by Brigit Truex
Lying in your arms, after,
I see the moon change shape
letting her light spill over the lip,
brushing the hills, round
as belly or breast,
with a milky sheen that no
amount of rubbing, no slow
tongue can remove.
You tell me that I am silvered too,
with a fine sweat that tastes of salt,
you say, of seawater. That my hair is
dark as wet kelp, and heavy to lift.
It has the weight of the sea,
you say. You hear the thrum of tides
when you listen, close, to my heart.
I watch your head on my breast,
the ceaseless rise and fall
of heart and sea, at once the same,
without volition, unstoppable.
I cannot speak. I cannot tell you
how I am called back, again and again,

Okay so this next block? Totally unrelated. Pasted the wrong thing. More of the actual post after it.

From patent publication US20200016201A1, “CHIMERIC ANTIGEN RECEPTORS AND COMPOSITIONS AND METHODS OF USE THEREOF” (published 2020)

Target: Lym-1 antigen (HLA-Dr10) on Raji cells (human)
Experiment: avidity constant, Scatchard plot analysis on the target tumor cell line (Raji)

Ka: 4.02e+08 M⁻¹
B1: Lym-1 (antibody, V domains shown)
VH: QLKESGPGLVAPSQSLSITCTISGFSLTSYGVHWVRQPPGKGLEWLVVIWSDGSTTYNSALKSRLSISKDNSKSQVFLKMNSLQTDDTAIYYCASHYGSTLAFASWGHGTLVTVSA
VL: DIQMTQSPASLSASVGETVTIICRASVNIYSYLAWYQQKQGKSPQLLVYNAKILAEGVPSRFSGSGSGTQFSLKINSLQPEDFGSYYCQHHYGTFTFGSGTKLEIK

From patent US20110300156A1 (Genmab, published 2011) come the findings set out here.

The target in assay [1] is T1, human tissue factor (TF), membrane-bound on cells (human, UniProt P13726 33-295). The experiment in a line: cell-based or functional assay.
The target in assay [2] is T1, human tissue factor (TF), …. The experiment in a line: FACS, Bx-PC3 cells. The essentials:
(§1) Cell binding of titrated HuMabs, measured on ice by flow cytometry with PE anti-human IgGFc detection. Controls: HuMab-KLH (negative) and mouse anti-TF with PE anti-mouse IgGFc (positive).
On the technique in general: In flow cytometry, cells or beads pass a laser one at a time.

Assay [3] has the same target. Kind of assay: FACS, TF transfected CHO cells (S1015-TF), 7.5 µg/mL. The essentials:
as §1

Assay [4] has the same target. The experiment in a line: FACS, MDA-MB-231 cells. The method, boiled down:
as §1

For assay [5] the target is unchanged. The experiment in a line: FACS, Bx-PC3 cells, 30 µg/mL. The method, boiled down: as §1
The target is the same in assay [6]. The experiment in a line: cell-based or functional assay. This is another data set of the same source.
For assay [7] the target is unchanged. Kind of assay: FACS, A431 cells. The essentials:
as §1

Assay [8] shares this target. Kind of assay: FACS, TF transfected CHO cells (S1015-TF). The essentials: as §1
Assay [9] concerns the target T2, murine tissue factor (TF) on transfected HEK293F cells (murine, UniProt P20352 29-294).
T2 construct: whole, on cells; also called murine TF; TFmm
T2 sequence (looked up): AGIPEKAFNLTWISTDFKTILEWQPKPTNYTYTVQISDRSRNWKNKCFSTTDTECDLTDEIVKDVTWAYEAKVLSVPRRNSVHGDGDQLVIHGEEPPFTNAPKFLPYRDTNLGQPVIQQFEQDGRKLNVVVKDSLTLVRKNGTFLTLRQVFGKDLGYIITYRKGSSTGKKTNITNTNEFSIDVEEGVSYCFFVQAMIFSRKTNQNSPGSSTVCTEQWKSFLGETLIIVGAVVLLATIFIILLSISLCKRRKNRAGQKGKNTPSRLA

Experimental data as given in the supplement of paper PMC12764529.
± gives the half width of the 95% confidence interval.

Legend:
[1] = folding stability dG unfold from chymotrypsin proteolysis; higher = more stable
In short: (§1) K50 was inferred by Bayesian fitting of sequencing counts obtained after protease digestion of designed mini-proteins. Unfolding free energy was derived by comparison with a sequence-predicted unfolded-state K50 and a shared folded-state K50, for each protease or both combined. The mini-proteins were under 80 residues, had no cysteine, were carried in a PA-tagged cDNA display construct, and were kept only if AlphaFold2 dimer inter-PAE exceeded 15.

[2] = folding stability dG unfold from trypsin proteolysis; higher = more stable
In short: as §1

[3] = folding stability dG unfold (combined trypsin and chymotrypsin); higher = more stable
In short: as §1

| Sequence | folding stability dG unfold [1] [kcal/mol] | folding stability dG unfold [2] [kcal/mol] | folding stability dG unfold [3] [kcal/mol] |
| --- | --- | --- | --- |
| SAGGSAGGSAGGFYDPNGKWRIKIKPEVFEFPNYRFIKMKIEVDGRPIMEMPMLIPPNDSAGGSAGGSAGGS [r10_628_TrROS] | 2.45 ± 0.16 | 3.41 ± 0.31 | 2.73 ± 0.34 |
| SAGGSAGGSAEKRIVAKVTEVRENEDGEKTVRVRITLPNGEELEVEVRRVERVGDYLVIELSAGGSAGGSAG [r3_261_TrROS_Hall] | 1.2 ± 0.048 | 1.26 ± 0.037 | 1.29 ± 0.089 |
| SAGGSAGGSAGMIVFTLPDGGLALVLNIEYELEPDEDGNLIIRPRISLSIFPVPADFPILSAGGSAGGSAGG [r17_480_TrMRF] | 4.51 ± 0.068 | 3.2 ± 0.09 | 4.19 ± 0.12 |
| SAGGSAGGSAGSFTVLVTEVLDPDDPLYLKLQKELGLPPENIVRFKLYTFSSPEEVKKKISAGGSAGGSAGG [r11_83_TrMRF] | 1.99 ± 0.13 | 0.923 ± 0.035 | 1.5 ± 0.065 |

to these arms, this embrace which
welcomes me wetly, pulls me down,
caressing my hair, my face, my open
mouth as I gasp, delighted, gazing back
at the moon as she changes shape
once more, tilting toward the surface
and flooding me with silver.
I dive deep, sleek in my rich brown skin.
Wait for me on the shingle.
Watch for me in the dark.
© Copyright Brigit Truex
After living in various parts of the country, Brigit Truex left California’s Sierra Nevada mountains for the flatter, milder section of Kentucky’s Blue Grass plateau. With a heritage of First Nations (Abenaki/Cree), French Canadian and Irish, it is no surprise that the natural world has greatly influenced her poetry. Her work has been included in various international journals and anthologies, including About Place, apt, Yellow Medicine Review, and others. She was finalist for both the Locked Horn Press prize and Hopper Journal Prize. Her latest collection, Sierra Silk, is available on Amazon. Her website is booksandsuchbybrigittruex.wordpress.com.
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